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The New England Journal of MedicineCilta-cel or Standard Care in Lenalidomide-Refractory Multiple Myeloma

75.9% of the patients in the cilta-cel group achieved progression-free survival at 12 months, in comparison to 48.6% in the standard-care group.

In a significant phase 3 trial for the treatment of lenalidomide-refractory multiple myeloma, researchers have studied the effects of ciltacabtagene autoleucel (cilta-cel), a B-cell maturation antigen (BCMA)–directed CAR T-cell therapy. The findings shed light on the efficacy of cilta-cel in earlier treatment lines, compared to standard care.

Study Design:

  • Phase: 3, randomized, open-label trial
  • Participants: 419 patients with lenalidomide-refractory multiple myeloma
  • Treatment Groups: 208 to receive cilta-cel, 211 to receive standard care
  • Previous Lines of Treatment: One to three
  • Primary Outcome: Progression-free survival
  • Follow-up Duration: Median follow-up of 15.9 months (range, 0.1 to 27.3)

Key Findings:

  • Progression-Free Survival: Median not reached in cilta-cel group, 11.8 months in standard-care group (hazard ratio, 0.26; 95% CI, 0.18 to 0.38; P<0.001)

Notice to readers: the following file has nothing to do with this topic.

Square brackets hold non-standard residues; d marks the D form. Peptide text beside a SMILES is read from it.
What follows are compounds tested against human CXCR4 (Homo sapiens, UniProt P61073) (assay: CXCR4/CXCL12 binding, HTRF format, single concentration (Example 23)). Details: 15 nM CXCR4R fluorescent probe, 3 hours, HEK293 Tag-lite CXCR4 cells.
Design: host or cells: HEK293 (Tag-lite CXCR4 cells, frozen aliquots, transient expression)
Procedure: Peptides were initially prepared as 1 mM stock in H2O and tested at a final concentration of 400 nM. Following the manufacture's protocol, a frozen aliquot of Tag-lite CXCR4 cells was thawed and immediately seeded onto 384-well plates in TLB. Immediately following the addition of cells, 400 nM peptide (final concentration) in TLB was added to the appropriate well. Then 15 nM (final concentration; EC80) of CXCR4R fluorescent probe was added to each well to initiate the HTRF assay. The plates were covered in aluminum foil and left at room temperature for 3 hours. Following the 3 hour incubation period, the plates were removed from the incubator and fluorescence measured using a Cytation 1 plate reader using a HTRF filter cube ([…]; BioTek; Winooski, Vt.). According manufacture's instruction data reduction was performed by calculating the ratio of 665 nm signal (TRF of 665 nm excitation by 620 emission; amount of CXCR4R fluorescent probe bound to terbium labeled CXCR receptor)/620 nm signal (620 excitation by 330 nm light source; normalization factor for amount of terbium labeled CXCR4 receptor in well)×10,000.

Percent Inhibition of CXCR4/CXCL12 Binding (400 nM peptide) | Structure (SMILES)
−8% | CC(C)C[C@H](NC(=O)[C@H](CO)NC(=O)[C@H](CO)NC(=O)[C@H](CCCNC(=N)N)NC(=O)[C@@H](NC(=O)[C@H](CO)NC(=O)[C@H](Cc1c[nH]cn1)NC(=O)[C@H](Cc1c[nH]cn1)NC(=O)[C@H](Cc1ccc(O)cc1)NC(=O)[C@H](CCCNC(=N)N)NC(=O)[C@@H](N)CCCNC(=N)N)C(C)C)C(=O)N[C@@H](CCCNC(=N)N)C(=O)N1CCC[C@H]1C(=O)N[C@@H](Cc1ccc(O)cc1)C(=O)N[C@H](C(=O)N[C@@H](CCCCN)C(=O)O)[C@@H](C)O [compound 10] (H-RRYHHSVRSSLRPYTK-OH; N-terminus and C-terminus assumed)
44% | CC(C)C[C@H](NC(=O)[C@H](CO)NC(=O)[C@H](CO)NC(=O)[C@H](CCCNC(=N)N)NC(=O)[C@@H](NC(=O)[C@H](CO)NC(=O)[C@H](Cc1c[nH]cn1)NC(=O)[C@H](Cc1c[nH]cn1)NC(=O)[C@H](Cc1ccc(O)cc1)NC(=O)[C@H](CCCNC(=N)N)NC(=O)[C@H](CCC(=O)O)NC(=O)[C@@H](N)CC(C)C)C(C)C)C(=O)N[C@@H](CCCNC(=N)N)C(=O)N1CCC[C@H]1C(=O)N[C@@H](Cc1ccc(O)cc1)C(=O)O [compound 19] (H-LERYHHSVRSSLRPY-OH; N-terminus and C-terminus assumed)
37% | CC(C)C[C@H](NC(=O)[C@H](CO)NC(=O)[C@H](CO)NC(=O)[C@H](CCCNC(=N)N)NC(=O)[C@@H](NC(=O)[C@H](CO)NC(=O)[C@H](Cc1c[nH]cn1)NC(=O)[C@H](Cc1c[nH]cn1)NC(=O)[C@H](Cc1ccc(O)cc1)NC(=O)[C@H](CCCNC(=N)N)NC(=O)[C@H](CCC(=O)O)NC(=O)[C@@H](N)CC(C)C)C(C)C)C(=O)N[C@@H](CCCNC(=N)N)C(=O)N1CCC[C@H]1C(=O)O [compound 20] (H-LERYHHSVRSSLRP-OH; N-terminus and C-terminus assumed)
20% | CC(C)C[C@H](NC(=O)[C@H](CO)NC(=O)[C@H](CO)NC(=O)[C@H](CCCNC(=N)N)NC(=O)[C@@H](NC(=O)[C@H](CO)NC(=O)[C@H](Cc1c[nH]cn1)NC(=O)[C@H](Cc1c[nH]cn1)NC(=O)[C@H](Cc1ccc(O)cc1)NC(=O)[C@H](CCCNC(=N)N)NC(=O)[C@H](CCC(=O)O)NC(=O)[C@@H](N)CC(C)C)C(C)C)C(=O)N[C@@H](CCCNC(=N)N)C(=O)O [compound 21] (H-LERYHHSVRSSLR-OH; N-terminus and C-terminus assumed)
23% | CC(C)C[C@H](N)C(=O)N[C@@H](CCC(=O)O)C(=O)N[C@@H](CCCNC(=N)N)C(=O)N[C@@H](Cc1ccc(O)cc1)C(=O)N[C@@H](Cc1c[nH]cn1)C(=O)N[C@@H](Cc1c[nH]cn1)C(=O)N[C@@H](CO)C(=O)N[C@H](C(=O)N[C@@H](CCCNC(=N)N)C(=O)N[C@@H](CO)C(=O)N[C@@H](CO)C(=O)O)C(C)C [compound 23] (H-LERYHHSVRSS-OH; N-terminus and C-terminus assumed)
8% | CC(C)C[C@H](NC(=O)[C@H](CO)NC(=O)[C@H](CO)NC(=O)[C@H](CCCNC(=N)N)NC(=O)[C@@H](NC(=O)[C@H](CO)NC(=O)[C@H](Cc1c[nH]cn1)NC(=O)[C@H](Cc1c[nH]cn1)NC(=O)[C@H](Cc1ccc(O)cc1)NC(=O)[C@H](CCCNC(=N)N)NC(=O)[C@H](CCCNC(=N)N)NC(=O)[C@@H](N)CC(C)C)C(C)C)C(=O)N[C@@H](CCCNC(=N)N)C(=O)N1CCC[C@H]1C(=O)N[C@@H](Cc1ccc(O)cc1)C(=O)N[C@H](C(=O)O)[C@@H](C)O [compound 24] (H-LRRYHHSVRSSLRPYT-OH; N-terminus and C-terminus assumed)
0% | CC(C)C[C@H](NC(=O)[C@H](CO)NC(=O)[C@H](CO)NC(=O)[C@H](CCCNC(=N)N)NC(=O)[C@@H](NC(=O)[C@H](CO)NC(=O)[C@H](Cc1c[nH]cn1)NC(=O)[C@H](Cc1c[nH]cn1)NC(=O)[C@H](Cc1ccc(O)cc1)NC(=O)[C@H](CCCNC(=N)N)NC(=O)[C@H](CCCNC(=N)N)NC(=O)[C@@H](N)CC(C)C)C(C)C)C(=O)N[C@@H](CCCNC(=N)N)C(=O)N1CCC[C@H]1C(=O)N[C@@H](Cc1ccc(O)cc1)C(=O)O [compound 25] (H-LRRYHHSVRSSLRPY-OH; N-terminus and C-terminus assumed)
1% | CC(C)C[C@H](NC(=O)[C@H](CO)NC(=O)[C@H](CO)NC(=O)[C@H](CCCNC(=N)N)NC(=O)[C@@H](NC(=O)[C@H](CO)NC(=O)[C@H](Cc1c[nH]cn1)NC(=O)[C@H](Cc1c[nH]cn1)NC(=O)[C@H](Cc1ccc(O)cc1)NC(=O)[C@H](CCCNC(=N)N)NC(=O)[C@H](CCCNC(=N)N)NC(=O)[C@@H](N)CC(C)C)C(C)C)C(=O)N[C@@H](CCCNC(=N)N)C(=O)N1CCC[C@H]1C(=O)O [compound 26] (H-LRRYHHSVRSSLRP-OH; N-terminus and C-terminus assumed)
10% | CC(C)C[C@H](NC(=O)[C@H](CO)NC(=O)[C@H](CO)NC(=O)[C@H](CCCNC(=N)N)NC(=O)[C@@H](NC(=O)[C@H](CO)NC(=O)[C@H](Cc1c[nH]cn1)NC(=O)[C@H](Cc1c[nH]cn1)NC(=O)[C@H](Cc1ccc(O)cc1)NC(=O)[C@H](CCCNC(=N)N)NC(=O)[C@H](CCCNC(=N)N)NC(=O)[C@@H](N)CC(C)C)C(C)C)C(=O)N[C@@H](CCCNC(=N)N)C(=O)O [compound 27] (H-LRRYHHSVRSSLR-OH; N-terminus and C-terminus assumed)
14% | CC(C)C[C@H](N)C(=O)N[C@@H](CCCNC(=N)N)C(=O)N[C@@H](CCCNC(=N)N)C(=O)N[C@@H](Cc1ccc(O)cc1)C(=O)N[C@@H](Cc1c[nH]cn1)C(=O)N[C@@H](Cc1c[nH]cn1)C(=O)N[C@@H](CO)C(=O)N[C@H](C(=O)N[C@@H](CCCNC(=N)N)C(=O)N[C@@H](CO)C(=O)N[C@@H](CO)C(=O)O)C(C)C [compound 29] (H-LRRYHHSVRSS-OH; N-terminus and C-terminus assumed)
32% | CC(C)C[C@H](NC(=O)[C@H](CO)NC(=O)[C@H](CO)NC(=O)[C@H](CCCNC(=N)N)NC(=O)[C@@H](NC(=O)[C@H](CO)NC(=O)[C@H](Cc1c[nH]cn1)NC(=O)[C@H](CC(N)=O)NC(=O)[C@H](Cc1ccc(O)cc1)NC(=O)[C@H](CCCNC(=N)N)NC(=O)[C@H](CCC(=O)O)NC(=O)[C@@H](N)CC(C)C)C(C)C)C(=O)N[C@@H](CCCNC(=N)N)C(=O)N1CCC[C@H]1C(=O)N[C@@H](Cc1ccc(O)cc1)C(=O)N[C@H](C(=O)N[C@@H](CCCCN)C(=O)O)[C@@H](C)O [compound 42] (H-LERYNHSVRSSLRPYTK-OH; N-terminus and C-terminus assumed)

• 12-Month Progression-Free Survival: 75.9% in cilta-cel group, 48.6% in standard-care group
  • Overall Response: 84.6% vs. 67.3%; complete response or better 73.1% vs. 21.8%; absence of minimal residual disease 60.6% vs. 15.6%
  • Death from Any Cause: 39 vs. 46 patients (hazard ratio, 0.78; 95% CI, 0.5 to 1.2)
  • Adverse Events: Most reported grade 3 or 4; specific adverse events detailed in cilta-cel group


  • A single infusion of cilta-cel resulted in a reduced risk of disease progression or death when compared to standard care in patients with lenalidomide-refractory multiple myeloma who had received one to three previous therapies. This finding underscores the potential value of cilta-cel as an effective treatment option in this patient population.

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Did You Know?
Multiple myeloma is the second most common hematological malignancy, and despite advances in treatment, it remains incurable. CAR T-cell therapy represents a promising therapeutic approach, with several ongoing clinical trials targeting different antigens, such as BCMA, indicating a new frontier in the treatment of this complex disease.

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